Verdict: I think this will be a very popular sequel to Dragons Love Tacos. It may even be an allegory for humanity’s ecological footprint. If you liked the first one, you won’t be disappointed.
November 2017 review by Lillian Curanzy.
Swanson, Matthew. Illustrated by Robbi Behr. Babies Ruin Everything. Imprint, a part of Macmillan Children’s Publishing Group, 2016. $16.99. Unpaged. ISBN 9781250080578. Ages 3-5. P6 Q7
A new baby can really impact a family’s day-to-day, especially if the new baby is also a new sibling! Babies Ruin Everything is told from the point of view of an older sister after the arrival of a newborn. As we learn from the title, she is not pleased; yet she makes a good argument—babies aren’t very useful. They can’t catch a Frisbee, whistle, or stand on one foot! Eventually, however, she realizes that they both have a common enemy—their parents—and, thus, the unspoken sibling code is adopted again. Babies Ruin Everything is an accurate portrayal of the social, emotional, and intellectual pressure experienced by older siblings—with a comedic twist and an endearingly drawn, googly-eyed baby. The children are rendered in loud and colorful acrylics while the adults are inserted digitally—faceless silhouettes à la parents in cartoons for young children. This choice to emphasize the children works well to unite them visually as the story bonds them through common mischief.
Verdict: This is a great introductory book for a child expecting a young sibling—especially useful for the reluctant older brother or sister. It’s a worst case scenario story with a happy ending.
November 2017 review by Lillian Curanzy.
Heim, Alastair. The Great Puppy Invasion. Illustrated by Kim Smith. Clarion Books, 2017. $16.99. ISBN 9780544999176. Unpaged. Ages 4-7. P8 Q8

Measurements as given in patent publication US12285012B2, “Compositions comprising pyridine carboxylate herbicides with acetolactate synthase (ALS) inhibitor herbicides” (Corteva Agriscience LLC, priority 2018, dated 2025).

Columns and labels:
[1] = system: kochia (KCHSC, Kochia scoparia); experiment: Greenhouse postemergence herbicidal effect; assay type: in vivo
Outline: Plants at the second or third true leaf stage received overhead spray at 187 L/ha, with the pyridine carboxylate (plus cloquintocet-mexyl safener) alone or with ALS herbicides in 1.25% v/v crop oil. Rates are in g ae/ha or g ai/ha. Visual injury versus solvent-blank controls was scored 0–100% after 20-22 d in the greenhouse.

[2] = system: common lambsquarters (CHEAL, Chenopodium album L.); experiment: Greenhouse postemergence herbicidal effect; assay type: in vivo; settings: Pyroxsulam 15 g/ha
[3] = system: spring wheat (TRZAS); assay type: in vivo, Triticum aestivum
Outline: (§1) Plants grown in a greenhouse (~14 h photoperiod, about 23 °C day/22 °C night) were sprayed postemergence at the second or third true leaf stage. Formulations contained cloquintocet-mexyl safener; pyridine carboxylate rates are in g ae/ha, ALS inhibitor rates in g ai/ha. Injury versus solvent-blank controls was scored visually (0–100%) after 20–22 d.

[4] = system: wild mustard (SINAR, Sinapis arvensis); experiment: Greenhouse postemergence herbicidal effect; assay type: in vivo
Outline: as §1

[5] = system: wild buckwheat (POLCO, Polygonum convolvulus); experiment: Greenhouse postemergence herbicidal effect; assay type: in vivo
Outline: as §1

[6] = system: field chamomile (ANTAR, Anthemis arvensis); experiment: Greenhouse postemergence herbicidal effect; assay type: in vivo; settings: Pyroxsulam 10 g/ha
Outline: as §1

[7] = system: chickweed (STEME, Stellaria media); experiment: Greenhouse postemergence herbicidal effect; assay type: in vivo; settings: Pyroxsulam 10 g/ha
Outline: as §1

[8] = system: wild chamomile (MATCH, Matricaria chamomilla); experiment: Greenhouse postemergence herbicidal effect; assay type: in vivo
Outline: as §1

Puppies come in like an invasion to the town of Strictville, where fun in prohibited. Adults try to get rid of the puppies and tell the children not to look at them. One little boy notices how cute the puppies are and has the courage to engage with a puppy. Woven into the story is classic puppy and pet owner behavior. “They threw sticks at them, the puppies brought them back.” The story also shows the hypnotic quality that puppies can have with their owners. The illustrations are bright and lively just like puppies. They eyes of the puppies are large and playful.
Verdict: This fun, engaging story will delight children. The antics of the puppies and their owners are realistic. This book would be a good addition to all libraries. If you like puppies and want to encourage children to try new things, this is the book for you.
October 2017 review by Tami Harris.
Olshan, Matthew. A Voyage in the Clouds : The (Mostly) True Story of the First International Flight by Balloon in 1785. Illus. Sophie Blackall. Margaret Ferguson Books, 2016. Unp. $17.99. ISBN: 978-0-374-32954-9. Gr.1+. P8 Q8
In 1783, Dr. John Jeffries and Jean-Pierre Blanchard thought up the adventure of the first international manned balloon flight between the nations of France and England, which took place two years later in 1785. As I read the book, the illustrations were what really stood out. Sophie Blackall used a combined graphic novel style, with panels done in black and white, along with full-page watercolor illustrations. The costumes and dress in the illustrations are appropriate to the time of the great balloon race. As the race commences across the English Channel the reader will experience the ride, too, as they laugh at some of the funny antics that the author includes.
Verdict: A great book to read aloud to children. I would follow it up with historical happenings of the time too.
April 2017 review by Carol Bernardi.